“Breeders for the global cockfighting industry”
Explained Irby, “While the Easterlings were one of America’s biggest cockfighting syndicates, they are part of a far larger network of animal fighters in Alabama and throughout the United States that have made America the breeding ground for the global cockfighting industry. Hundreds of thousands of birds move from cockfighting farms here to dozens of nations throughout the world.”
For example, Irby mentioned, “Jerry Adkins of Slick Lizard Farms,” located in Nauvoo, Alabama, “told a Filipino television broadcaster that he sells 6,000 birds a year to Mexico alone.”
Of 50 cockfighting videos broadcast by the Philippine-based cockfighting channel BNTV, Irby alleged, eleven featured Alabama-based cockfighters.
Alleged gamecock breeders hit with restraining order
The Easterlings’ guilty pleas came 14 months after both Showing Animals Respect & Kindness and Animal Wellness Action celebrated a June 2021 restraining order issued against Brent Easterling’s L&L Game Farm near Verbena, Alabama, by U.S. District Judge Myron Thompson.
That order, reported William Thornton for Birmingham Real Time News, covered “about 2,400 ‘roosters, hens, young chickens, and unhatched chickens’ at three locations in Chilton County.
“According to the document requesting the restraining order,” Thornton said, “U.S. Department of Agriculture investigators are looking into the activities of three members of a Chilton County family they believe are involved in cockfighting and gambling operations which violate the federal Animal Welfare Act. The order seeks to restrain the breeding population, saying that the chickens were found during the execution of a search warrant on June 21, 2021. The documents argue the birds should be ‘restrained in place,’ as moving them and isolating them would be cruel.”
Different paths to suspect
Continued Thornton, “According to the 10-page document requesting the restraining order, investigators say one of the men,” believed to be Brent Easterling himself, sold “birds and cockfighting implements, such as knives and boots,” via social media.
“The document also alleges,” wrote Thornton, that “one of the men bragged in an audio message, with the sound of roosters crowing in the background, that he got 50% of any money won ‘with my roosters.’ He later bragged in social media messages of having large ‘pots’ totaling $125,000 and $200,000 in his house, according to the documents.”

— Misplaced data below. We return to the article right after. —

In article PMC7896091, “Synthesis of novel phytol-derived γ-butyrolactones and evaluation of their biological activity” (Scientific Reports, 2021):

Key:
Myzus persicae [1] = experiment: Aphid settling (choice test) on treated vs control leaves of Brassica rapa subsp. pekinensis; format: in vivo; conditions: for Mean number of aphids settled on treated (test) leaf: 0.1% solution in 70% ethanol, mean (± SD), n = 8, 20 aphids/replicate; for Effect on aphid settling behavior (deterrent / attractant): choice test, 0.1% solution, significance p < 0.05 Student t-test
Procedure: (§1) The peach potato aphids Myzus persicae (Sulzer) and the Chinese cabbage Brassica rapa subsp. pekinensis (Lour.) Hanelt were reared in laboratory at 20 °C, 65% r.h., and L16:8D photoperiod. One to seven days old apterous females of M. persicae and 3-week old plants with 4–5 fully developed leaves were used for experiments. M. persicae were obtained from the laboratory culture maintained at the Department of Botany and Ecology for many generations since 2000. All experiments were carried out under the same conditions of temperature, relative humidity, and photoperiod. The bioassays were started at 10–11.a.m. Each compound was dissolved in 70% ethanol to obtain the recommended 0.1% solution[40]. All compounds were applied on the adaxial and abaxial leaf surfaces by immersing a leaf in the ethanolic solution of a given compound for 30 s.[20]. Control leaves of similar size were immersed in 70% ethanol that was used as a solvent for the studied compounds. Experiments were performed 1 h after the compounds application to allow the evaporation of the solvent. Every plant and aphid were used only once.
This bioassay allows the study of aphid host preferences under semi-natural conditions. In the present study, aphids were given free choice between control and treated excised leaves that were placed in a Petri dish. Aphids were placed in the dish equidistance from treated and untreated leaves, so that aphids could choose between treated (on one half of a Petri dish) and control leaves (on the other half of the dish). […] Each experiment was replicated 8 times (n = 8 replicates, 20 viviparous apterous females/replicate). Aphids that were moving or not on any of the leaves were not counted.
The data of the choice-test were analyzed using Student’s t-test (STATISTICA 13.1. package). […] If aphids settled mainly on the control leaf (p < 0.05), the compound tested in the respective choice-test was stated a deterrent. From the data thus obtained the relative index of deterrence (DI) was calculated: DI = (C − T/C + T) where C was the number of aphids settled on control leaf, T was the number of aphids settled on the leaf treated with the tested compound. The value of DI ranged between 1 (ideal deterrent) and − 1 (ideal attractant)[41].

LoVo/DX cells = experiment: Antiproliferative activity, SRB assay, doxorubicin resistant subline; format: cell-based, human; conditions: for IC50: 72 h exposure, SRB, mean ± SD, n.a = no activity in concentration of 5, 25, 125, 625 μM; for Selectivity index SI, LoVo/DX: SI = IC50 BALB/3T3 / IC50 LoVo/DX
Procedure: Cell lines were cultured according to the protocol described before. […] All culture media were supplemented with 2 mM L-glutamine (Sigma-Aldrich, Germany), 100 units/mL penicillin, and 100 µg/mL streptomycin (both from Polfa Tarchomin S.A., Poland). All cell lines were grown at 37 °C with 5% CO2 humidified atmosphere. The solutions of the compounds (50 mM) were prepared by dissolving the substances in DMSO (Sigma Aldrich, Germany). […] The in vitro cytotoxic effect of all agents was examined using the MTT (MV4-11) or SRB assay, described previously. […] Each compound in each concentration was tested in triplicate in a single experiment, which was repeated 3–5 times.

Showing Animals Respect & Kindness and Animal Wellness Action followed completely different paths to uncovering allegedly illegal aspects of the Easterling family gamefowl business.
Showing Animals Respect & Kindness [SHARK], as ANIMALS 24-7 reported in August 2020, covertly monitored a “Call To Action BBQ” hosted and organized by Easterling after SHARK, funded by the Humane Farming Association, “targeted three major illegal cockfighting operations in Kentucky,” SHARK summarized in a July 27, 2020 media release.
(See Pro-cockfighting rally draws fewer participants than local cockfights.)
Animal Wellness Action followed paper trail
The Animal Wellness Action investigation has been based on monitoring the paper trail associated with gamefowl exports, beginning by monitoring exports to Guam, a U.S. territory where cockfighting is now illegal.
“Brent Easterling was not, according to our records, shipping birds to Guam,” said Animal Wellness Action in June 2021, “but he was moving them to Mexico, the Philippines, and to other states, including New Mexico.”
Annoula Wylderich says
Excellent work on the part of both organizations. It’s nice to see some justice.
Sherry DeBoer says
Justice? They haven’t been sentenced yet. They got caught and convicted. No one said they went to jail or stopped their cock fighting business.
Steve Hindi says
Easterling’s cockfighting business is out of business. Should it ever start up again, we’ll let everyone know.
Sherry DeBoer says
Fantastic news!!! Thank you Steve and Brad and all the dedicated folks involved. I hope you have recovered with no lasting physical damage. You got’em!!!